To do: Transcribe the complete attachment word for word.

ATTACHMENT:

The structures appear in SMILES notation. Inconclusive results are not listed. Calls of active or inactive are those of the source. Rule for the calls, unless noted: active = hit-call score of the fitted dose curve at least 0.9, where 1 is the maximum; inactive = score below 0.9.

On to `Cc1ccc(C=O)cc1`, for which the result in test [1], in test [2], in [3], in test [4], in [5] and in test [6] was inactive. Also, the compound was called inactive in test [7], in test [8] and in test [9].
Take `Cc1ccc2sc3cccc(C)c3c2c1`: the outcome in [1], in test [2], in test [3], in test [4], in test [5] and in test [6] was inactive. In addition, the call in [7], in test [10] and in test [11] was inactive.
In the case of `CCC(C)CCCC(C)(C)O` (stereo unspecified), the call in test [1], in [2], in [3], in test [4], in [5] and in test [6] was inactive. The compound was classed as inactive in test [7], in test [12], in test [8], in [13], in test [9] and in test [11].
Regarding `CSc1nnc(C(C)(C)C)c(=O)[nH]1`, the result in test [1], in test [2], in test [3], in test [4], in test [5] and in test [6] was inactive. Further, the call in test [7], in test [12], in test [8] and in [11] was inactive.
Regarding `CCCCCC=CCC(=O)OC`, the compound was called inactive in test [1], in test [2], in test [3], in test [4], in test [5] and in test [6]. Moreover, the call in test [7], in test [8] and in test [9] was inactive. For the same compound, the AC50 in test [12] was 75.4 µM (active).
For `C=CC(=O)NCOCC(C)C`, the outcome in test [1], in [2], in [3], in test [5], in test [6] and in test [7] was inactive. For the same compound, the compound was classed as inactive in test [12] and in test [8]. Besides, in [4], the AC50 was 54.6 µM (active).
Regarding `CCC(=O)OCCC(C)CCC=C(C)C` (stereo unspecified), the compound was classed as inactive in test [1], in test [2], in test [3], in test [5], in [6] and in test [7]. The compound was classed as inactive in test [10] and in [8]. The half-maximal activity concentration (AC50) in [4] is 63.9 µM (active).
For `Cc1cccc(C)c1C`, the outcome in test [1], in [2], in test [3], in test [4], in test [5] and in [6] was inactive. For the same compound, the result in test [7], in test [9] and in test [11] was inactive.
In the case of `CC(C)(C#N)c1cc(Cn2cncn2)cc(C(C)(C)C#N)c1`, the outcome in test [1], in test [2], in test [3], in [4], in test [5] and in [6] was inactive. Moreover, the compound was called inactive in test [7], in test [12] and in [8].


The structures appear in SMILES notation. Inconclusive results are not listed. Calls of active or inactive are those of the source. Rule for the calls, unless noted: active = hit-call score of the fitted dose curve at least 0.9, where 1 is the maximum; inactive = score below 0.9.

On to `Cc1ccc(C=O)cc1`, for which the result in test [1], in test [2], in [3], in test [4], in [5] and in test [6] was inactive. Also, the compound was called inactive in test [7], in test [8] and in test [9].
Take `Cc1ccc2sc3cccc(C)c3c2c1`: the outcome in [1], in test [2], in test [3], in test [4], in test [5] and in test [6] was inactive. In addition, the call in [7], in test [10] and in test [11] was inactive.
In the case of `CCC(C)CCCC(C)(C)O` (stereo unspecified), the call in test [1], in [2], in [3], in test [4], in [5] and in test [6] was inactive. The compound was classed as inactive in test [7], in test [12], in test [8], in [13], in test [9] and in test [11].
Regarding `CSc1nnc(C(C)(C)C)c(=O)[nH]1`, the result in test [1], in test [2], in test [3], in test [4], in test [5] and in test [6] was inactive. Further, the call in test [7], in test [12], in test [8] and in [11] was inactive.
Regarding `CCCCCC=CCC(=O)OC`, the compound was called inactive in test [1], in test [2], in test [3], in test [4], in test [5] and in test [6]. Moreover, the call in test [7], in test [8] and in test [9] was inactive. For the same compound, the AC50 in test [12] was 75.4 µM (active).
For `C=CC(=O)NCOCC(C)C`, the outcome in test [1], in [2], in [3], in test [5], in test [6] and in test [7] was inactive. For the same compound, the compound was classed as inactive in test [12] and in test [8]. Besides, in [4], the AC50 was 54.6 µM (active).
Regarding `CCC(=O)OCCC(C)CCC=C(C)C` (stereo unspecified), the compound was classed as inactive in test [1], in test [2], in test [3], in test [5], in [6] and in test [7]. The compound was classed as inactive in test [10] and in [8]. The half-maximal activity concentration (AC50) in [4] is 63.9 µM (active).
For `Cc1cccc(C)c1C`, the outcome in test [1], in [2], in test [3], in test [4], in test [5] and in [6] was inactive. For the same compound, the result in test [7], in test [9] and in test [11] was inactive.
In the case of `CC(C)(C#N)c1cc(Cn2cncn2)cc(C(C)(C)C#N)c1`, the outcome in test [1], in test [2], in test [3], in [4], in test [5] and in [6] was inactive. Moreover, the compound was called inactive in test [7], in test [12] and in [8].